Since his arrest in June, Breyer has been ill, and his health has continued to decline, his lawyer, Dennis Boyle, said Monday. In recent years, he has suffered a series of ministrokes, and is being treated for a heart condition and dementia.
Boyle said he had not yet learned what specifically prompted Breyer's weekend hospitalization.
"His health took a significant turn for the worse," he said. "All I know is what the U.S. marshals told me."
In light of Breyer's hospitalization, U.S. Magistrate Judge Timothy Rice on Monday canceled an extradition hearing scheduled for this week and said he would decide the case based upon written arguments.
The judge also reversed a decision denying Breyer bail, citing health concerns.
Prosecutors in Weiden, Germany, obtained a warrant for Breyer last year, alleging that as a perimeter guard between 1942 and 1945 at Auschwitz in Nazi-occupied Poland, he provided vital support to a death camp responsible for the slaughter of nearly one million Jews.
His lawyers have portrayed the Breyer of 1942 as a scared 17-year-old taken from his family farm in what was then Slovakia and pressed into Nazi service. Breyer maintains that as a guard outside the camp, he had almost no contact with prisoners, and has said he had no idea of the atrocities taking place inside.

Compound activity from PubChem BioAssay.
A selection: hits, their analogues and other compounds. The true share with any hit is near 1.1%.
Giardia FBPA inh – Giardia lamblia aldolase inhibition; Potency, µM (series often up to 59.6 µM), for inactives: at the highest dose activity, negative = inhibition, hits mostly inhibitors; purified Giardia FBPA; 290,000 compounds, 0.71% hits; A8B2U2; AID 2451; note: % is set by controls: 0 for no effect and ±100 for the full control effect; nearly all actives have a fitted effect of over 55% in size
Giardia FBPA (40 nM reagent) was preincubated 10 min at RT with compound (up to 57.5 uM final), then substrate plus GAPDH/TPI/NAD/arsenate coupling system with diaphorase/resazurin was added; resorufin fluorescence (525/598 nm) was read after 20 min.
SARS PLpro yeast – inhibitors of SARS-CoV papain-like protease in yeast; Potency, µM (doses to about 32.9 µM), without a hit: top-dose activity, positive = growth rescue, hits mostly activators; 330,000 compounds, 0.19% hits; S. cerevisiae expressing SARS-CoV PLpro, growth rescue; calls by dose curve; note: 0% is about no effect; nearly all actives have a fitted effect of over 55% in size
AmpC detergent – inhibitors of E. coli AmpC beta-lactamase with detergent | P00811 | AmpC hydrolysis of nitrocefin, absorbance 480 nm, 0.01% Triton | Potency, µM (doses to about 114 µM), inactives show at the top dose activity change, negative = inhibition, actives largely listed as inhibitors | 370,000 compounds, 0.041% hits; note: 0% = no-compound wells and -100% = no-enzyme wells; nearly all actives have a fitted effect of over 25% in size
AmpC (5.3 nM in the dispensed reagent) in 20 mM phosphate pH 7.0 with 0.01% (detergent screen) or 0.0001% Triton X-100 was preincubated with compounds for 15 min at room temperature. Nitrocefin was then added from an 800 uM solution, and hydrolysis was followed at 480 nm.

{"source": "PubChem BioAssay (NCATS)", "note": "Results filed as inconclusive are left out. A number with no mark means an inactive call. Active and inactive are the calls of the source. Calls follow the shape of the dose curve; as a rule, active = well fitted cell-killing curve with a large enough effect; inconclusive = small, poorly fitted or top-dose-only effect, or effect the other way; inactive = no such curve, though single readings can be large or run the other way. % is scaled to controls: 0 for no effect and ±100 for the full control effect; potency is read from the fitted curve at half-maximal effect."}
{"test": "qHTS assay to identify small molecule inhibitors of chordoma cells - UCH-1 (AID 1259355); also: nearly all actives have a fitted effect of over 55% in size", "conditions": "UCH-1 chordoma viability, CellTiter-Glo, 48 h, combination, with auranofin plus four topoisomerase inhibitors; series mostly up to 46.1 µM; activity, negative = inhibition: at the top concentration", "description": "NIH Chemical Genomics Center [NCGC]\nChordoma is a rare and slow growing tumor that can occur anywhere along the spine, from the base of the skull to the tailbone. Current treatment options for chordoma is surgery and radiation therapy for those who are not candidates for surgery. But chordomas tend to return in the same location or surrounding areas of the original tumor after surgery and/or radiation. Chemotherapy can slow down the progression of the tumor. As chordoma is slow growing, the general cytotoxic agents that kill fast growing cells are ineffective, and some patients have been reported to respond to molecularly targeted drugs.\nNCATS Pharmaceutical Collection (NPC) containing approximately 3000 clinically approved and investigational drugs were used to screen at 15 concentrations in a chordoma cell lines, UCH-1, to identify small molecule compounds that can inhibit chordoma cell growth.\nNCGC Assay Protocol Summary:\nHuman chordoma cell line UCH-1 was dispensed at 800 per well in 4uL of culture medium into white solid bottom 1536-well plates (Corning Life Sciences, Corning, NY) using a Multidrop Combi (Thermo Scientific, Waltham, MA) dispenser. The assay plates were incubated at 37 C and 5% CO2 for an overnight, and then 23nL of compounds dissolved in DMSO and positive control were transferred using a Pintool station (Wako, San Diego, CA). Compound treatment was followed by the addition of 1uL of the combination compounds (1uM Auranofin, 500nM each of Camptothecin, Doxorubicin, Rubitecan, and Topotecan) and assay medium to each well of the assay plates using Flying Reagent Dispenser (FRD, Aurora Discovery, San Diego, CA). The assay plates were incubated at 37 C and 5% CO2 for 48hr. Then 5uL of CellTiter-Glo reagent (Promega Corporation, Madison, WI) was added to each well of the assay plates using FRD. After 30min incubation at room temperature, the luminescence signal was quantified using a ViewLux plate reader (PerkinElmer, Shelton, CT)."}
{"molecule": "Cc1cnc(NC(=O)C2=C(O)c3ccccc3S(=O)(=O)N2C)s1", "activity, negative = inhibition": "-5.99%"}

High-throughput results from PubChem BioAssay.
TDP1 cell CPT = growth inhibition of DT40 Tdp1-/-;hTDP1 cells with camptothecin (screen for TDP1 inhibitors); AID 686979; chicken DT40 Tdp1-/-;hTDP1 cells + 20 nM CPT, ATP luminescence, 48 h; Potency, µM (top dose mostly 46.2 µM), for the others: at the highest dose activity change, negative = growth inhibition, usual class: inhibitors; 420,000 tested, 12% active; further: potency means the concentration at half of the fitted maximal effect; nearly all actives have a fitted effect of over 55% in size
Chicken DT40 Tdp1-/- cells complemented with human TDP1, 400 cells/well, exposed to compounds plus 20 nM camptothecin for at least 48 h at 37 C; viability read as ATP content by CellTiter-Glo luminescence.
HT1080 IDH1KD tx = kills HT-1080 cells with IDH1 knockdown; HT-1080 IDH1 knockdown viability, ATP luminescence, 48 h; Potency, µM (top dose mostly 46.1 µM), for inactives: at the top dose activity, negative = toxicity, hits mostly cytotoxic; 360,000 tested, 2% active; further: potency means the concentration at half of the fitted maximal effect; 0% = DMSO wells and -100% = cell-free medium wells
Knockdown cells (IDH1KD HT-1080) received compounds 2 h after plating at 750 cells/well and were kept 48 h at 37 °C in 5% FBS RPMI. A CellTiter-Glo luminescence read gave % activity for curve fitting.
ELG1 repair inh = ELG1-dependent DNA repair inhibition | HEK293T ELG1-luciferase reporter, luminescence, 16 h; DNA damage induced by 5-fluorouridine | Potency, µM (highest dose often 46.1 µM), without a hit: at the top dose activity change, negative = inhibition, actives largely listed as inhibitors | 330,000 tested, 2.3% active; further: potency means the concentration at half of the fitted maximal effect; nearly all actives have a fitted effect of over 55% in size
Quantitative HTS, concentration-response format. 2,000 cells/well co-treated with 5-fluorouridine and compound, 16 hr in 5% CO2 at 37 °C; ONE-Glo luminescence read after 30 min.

Boyle reiterated those arguments in a court filing last week, hoping to sway Rice into denying the extradition request.
"Johann Breyer was born in the wrong place at the wrong time," the lawyer wrote. "The persecution of one 90-year-old man who merely wore the uniform of an enlisted member of the SS and went where he was ordered to go cannot atone for the German government's decades-long failure to prosecute those truly responsible."